The books Recommended by billionaire Warren Buffett – Must read

The books Recommended by billionaire Warren Buffett – Must read


Can You Get Rich By Reading These 10 Books? Possibly.

If you want to be successful, these are the 10 books everyone should read based on Warren Buffett.

When Warren Buffett started his career as an investor, he read almost 600, 750, or 1,000 Pages per day. But alsoHe still spends about 80% of his day reading.

“Look, my job is to collect more and more facts and information, and sometimes see if that leads to action or not.” he once said in an interview.

“We don’t read other people’s opinions.” he says. “We want to get the information we’re thinking about.”

The curated list of 10 books recommended by Warren Buffett

“Security Analysis” by Benjamin Graham and David L. Dodd

Security analysis-by-Benjamin-Graham-and-David-l-Dodd

He said this book had given him “A roadmap for investments that I’ve been following for 57 years.”

Buffett has stated that Graham was the second greatest influence in his life after just his father.

“Ben was this incredible teacher; I just think he was a natural, ”he said.

“The Intelligent Investor” by Benjamin Graham


“By far one for the best investment book ever written.” Warren Buffett

SUMMARY: The foreword to the fourth edition was written by Warren Buffett. This is a book that Warren Buffett once wrote about:“Picking up the book was one of the happiest moments in my life.” It’s a classic book about value investing …

“Common Shares and Unusual Profits” by Philip Fisher

Common shares and unusual profits from Philip Fisher

Philip Fisher, the specialist in investing in innovative companies, did not shape Buffett like Graham, but he still holds this book.

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“I’m an avid reader of everything Phil has to say, so I recommend him to you,” Buffett said.

“Stress test: reflections on financial crises” by Tim Geithner

Stress test reflections on financial crises by Tim Geithner

Buffett says the former finance minister’s book on the financial crisis is a must for any manager.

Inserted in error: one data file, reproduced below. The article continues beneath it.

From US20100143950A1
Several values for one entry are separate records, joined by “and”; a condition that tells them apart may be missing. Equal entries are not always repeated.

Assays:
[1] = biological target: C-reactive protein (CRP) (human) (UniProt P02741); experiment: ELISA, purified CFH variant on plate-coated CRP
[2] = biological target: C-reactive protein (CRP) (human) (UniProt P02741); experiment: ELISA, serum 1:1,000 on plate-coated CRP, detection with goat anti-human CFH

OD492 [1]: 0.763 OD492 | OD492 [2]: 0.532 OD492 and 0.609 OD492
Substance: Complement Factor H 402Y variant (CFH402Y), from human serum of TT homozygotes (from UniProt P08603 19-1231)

Many books have been written on how to deal with an organization in difficult times. Almost no first-hand reports about steering a government wing through an economic disaster.

“This was not just a small problem on the edge of the US mortgage market,” said Geithner writes. “I had a bad feeling in my stomach. I knew what financial crises felt like, usually that’s how they felt. ”

“The Essays of Warren Buffett” by Warren Buffett


If you want to know what Buffett thinks, go straight to the Wise.

He keeps them very real in this collection – in his popular-intellectual way.

“What could be more advantageous in an intellectual competition – whether chess, bridge or stock selection – to have as opponents who were taught that thinking is a waste of energy?” he asks.

“Jack: Straight From The Gut” by Jack Welch


in the his 2001 letter to shareholdersBuffett cheerfully recommends “Jack: Straight From The Gut”, a business reminder about long-time GE manager Jack Welch, which Buffett declares to be “smart, energetic, practical”.

When commenting on a book, Bloomberg Businessweek wrote it “What has influenced modern business so that a tour of its personal history gives all managers valuable lessons.”

Buffett’s advice: “Get a copy!”

“The Outsiders” by William Thorndike, Jr.


“An outstanding book about CEOs who excelled in capital allocation.” – Warren Buffett

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SUMMARY: Financial Times “Thorndike wants to offer any manager or business owner the audacity to sometimes solve other problems … to benefit from the playing cards, they are treated and their shareholders excited.”

“The Clash of Cultures” by John Bogle

In it, Bogle – founder of the index fund and founder of the Vanguard Group, who now manages $ 2 trillion in assets – argues that long-term investment has been replaced by short-term speculation.

However, the guide is not all argument. It ends with practical tips on how::

1. Think of the reversal to the mean. What is hot today is not sensible to be hot tomorrow. The stock market returns to its original returns in the long term. Don’t follow the herd.

2. Time is your friend and momentum is your enemy. Benefit from compound interest and do not let the market siren sing. This only attracts you to buy after the stocks have risen and to sell after they have fallen.

“Where are the customer yachts?” By Fred Schwed


“Schweds is the only financial book among the many I have read that can provoke, teach, and divide you all at once. – Jason Zweig, Money Magazine.

SUMMARY: This book offers amusing observations on Wall Street along with stories about their financial players and the customers who do business with them.

“Business Adventures: Twelve Classic Stories from the World of Wall Street” by John Brooks


Business adventure remains one of the best business books I’ve ever read. “- Bill Gates, The Wall Street Journal

SUMMARY: Stories about Wall Street are presented with drama and adventure, revealing the machinations and precarious nature of the financial world. The Edsel, Xerox growth and corporate scandals fill this book.

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So these are the 10 books billionaire Warren Buffett thinks everyone should read

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